Tuesday, December 7, 2010

Hwaseong Fortress & Other Stuff

Random Korean Fact (the rest of the world should pay attention to this because it's a GREAT system): Parking (and driving for that matter) is a little haphazard in Korea. So, on the bottom corner of the wind shield, all cars have their mobile numbers posted. If they park their car and end up blocking someone, they just give you a quick call and you come move your car, done deal. So simple, yet so effective.

Almost 2 weeks ago I spent both Saturday and Sunday visiting the city of Suwon, the capital of Gyeonggi-do, the province I live in. It is just a few subway stops away from me, and has a LOT more to offer than little Osan. The main goal was to see the Hwaseong Palace & Fortress. I met JiHye, the music teacher from my school for a great sushi lunch and then we headed to the palace. I took my first solo subway ride because JiHye lives closer than me to Suwon and felt very accomplished to have hopped on and off the right train without complications. The palace was built in the late 18th century and stretched over a large area in the middle of central Suwon. It is surrounded by a fortress wall that looks exactly like a mini version of the Great Wall of China. We walked all around the palace grounds, took pictures (JiHye brought her Polaroid again!) and spent a lot of time dodging groups of school children. In Korea, students go to school on Saturdays, its awful, but luckily it's not part of my contract. I love JiHye, she is really shy with very broken english but she gives off great vibes. She is just comfortable to be around and has the sweetest, most gentle face. After our walk we headed for a quick coffee and then back home.

The next day I went back to Suwon with Gezina, and walked the wall. It is about 6 kilometers and starts off up a mountain and has spectacular views. It was a really sunny day and Koreans love to hike, so it was bustling with families and foreigners alike. After a long afternoon of walking around Gezina and I headed to grab some eats and then back to Osan.

This past weekend I was somewhat grounded to my apartment. There were some fun things going on (like a French wine and cheese market in Seoul), but I had work to do. In what I am learning is typical Korean fashion, my co-teacher sprung on me Thursday, that I had to hand in 23 lesson plans for Winter Camp by Monday morning. The school lets out for winter holidays at the end of the month. Aside from my 4 wks vacation, I am contracted to be at school everyday. So when regular classes aren't in session I run winter/spring/summer english camps for students. They sound pretty breezy, the only challenge is I am teaching grades 1 & 2 (I teach 3 - 6 usually) who don't start learning english in regular school till grade 3. I have no Korean teacher in the class with me during camp and am teaching kids with little to no english comprehension. It's going to be interesting. All those endless nights of charades back home are finally going to pay off!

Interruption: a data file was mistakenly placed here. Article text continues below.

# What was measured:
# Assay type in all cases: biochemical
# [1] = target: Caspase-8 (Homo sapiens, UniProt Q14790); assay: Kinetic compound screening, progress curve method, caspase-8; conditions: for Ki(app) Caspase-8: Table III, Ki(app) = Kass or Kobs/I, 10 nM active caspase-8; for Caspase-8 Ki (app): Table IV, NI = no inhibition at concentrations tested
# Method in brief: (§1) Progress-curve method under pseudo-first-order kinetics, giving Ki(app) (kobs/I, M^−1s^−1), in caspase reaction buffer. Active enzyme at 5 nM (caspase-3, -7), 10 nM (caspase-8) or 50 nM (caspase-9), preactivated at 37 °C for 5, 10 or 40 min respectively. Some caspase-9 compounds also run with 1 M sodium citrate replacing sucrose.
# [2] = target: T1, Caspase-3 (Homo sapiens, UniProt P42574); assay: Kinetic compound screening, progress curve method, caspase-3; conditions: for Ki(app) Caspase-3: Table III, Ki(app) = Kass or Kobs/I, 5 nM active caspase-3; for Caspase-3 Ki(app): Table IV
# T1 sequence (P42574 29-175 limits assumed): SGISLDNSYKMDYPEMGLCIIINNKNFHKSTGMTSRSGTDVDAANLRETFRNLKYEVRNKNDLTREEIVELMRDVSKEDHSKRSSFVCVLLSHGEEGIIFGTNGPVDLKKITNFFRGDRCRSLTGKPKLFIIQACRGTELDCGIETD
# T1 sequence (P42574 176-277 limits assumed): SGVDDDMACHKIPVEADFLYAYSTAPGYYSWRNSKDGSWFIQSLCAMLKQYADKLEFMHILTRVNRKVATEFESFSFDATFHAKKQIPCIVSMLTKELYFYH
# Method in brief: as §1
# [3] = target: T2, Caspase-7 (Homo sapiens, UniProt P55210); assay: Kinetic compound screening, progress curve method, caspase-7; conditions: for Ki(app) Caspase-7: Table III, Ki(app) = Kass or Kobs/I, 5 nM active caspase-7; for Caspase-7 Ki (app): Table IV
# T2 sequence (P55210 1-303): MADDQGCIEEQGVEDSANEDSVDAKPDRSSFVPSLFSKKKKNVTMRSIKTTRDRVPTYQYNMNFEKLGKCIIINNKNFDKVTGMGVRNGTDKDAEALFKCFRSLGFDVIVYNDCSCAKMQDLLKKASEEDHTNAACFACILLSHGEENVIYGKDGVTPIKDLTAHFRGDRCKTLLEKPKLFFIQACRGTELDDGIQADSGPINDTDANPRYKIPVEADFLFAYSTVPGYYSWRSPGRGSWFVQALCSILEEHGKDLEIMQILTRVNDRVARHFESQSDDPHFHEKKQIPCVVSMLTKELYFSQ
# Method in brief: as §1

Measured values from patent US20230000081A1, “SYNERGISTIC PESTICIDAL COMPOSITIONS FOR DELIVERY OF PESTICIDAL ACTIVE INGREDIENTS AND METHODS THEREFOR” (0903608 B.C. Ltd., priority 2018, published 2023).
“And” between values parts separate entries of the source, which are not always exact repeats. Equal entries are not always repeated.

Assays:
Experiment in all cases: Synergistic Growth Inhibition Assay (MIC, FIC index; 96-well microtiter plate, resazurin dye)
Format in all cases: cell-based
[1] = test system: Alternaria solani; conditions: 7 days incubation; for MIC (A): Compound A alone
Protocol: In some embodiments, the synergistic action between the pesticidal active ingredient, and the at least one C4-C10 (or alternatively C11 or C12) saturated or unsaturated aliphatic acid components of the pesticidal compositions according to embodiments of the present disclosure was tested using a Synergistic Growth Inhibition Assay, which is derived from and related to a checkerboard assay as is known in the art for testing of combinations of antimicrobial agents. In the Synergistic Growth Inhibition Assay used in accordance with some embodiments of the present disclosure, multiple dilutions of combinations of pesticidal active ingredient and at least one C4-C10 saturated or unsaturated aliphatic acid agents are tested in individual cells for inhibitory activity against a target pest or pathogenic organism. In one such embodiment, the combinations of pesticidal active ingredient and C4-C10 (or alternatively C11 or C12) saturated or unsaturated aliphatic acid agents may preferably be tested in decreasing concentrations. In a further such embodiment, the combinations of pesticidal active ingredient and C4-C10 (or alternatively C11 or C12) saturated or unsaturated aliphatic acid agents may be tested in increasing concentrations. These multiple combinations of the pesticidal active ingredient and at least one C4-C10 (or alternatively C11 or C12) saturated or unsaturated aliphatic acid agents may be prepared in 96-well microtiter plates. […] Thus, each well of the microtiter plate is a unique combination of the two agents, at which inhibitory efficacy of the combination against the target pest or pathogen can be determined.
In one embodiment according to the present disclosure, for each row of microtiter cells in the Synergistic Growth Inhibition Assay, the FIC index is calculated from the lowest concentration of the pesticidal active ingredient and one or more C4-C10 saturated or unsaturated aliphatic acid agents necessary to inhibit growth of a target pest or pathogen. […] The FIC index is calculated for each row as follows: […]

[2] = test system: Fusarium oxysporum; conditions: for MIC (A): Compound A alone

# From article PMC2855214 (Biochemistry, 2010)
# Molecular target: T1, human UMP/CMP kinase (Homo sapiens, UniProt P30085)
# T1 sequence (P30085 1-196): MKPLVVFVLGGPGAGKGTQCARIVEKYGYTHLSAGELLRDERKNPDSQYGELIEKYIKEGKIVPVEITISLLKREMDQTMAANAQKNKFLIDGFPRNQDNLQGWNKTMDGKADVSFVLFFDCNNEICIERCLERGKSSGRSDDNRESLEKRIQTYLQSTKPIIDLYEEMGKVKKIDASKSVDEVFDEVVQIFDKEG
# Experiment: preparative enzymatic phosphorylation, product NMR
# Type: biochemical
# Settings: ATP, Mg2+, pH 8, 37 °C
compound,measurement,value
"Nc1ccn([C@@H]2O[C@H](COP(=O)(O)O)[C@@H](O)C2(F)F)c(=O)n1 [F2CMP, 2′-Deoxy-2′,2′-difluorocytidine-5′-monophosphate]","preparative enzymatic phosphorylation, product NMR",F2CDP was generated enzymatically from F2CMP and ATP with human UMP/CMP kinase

So I spent most of the weekend writing lesson plans. I have no clue whether they will work or not, trial and error. I managed to slip out for dinner on Saturday night with a few people to an Indian restaurant. The decor was great and so was the company, the food was good, but not so much Indian. More of a quasi Korean Indian. I was expecting kimchi, because it seems sacrilegious not to eat it at each meal, but it surprisingly never appeared. We did have a bizarre assortment of meats on our table and the tandoori was pretty much teriyaki sauce. A, for effort though.

On Sunday I was getting cabin fever and met up with Gezina for a nice exploration adventure of Osan. There is a small river that winds through the city and we followed that for a while, found a beautiful park with amazing statues and art pieces scattered through it, and then eventually moseyed back to the core. It was the perfect breath of fresh air that I needed.

This week has been a quiet one. I hooked up my MagicJack and spoke to a few people from home which lit up my nights, but I have been a little worse for wares in the morning, so I need to cut these calls short and target more sleeping hours.

Wednesday I was back near Suwon for a (useless! pointless! waste of time!) english teacher's meeting and Gezina and I ended up just browsing around the shopping wall and going out for dinner. She is not a huge fan of Korean so we went for Kitalian, Korea's version of Italian food. Again, no kimchi, but not quite up to the calibre of Italian food I am used to eating.

It's the weekend again and I'm really looking forward to it. Friday I am meeting some people locally and heading to Wa Bar, which I haven't been to yet, but seems like the main foreigner's watering hole. Saturday I am headed into Seoul for an amazing looking event called SuperSketch. An artists collaboration with visual art and live music, in Hongdae, a part of Seoul haven't been to yet. I am a little apprehensive about plans cause I am just tagging on with others, but the subway closes at midnight and I have no way to get home. It seems there are a few options, partying all night till the subway opens at 6 again, sleeping at a jimjilbang, or crashing in a DVD bang (literally rooms you can rent to watch movies in). None of these seem really appealing after a night out of drinking, but I am trying to go with the flow and see where I end up. So hopefully in the next blog I will have some great stories about my night out in Seoul.

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